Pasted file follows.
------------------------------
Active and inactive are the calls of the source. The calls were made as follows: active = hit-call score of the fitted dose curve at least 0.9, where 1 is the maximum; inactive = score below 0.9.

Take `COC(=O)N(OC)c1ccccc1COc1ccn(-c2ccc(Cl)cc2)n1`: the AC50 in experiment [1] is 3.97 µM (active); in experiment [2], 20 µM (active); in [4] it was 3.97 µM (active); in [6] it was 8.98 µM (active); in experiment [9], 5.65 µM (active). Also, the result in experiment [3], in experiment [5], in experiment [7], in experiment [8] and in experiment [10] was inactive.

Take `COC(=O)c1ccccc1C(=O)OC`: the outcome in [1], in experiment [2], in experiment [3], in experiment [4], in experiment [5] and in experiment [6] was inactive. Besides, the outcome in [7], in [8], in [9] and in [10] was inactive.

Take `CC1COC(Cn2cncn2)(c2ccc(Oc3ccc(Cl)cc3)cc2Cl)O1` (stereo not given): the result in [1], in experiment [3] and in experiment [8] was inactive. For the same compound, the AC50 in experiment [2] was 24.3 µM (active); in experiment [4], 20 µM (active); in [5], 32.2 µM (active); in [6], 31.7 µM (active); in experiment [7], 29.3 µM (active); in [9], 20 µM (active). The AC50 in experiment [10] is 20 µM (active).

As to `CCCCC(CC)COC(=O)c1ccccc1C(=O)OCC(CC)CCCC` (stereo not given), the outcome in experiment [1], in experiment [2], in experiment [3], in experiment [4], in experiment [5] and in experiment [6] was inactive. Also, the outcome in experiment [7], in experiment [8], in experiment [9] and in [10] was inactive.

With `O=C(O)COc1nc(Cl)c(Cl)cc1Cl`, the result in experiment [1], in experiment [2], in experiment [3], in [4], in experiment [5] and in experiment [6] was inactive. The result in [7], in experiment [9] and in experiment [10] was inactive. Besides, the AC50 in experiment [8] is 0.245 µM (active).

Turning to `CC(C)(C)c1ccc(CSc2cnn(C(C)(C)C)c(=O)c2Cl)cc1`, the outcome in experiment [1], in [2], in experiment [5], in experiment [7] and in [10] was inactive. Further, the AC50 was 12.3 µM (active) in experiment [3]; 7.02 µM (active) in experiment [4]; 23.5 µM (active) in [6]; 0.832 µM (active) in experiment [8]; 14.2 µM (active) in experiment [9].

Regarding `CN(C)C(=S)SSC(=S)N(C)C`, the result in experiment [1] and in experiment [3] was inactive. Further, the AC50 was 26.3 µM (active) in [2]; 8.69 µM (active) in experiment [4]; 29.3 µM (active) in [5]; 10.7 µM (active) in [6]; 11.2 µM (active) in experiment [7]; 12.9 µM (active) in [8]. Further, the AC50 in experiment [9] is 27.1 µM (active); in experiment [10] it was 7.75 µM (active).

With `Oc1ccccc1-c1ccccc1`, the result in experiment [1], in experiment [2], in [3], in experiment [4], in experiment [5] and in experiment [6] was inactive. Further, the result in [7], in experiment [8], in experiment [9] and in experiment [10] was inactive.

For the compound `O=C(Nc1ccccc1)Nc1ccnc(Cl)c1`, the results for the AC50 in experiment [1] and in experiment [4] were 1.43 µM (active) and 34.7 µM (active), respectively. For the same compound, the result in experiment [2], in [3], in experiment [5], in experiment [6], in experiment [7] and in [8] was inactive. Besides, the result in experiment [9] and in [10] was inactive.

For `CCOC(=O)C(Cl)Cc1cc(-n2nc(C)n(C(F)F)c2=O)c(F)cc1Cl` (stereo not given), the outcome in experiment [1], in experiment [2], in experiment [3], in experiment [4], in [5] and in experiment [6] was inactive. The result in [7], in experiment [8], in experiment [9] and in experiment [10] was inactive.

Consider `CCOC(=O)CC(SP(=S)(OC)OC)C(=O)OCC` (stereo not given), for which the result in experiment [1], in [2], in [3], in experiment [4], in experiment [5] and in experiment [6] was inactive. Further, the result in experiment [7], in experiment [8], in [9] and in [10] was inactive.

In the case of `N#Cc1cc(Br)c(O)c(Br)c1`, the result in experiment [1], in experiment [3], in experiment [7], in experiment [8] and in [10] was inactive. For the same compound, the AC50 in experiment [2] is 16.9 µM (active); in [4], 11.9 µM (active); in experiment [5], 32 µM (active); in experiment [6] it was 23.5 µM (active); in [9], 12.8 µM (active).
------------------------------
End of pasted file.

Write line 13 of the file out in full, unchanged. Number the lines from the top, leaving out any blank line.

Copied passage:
In the case of `N#Cc1cc(Br)c(O)c(Br)c1`, the result in experiment [1], in experiment [3], in experiment [7], in experiment [8] and in [10] was inactive. For the same compound, the AC50 in experiment [2] is 16.9 µM (active); in [4], 11.9 µM (active); in experiment [5], 32 µM (active); in experiment [6] it was 23.5 µM (active); in [9], 12.8 µM (active).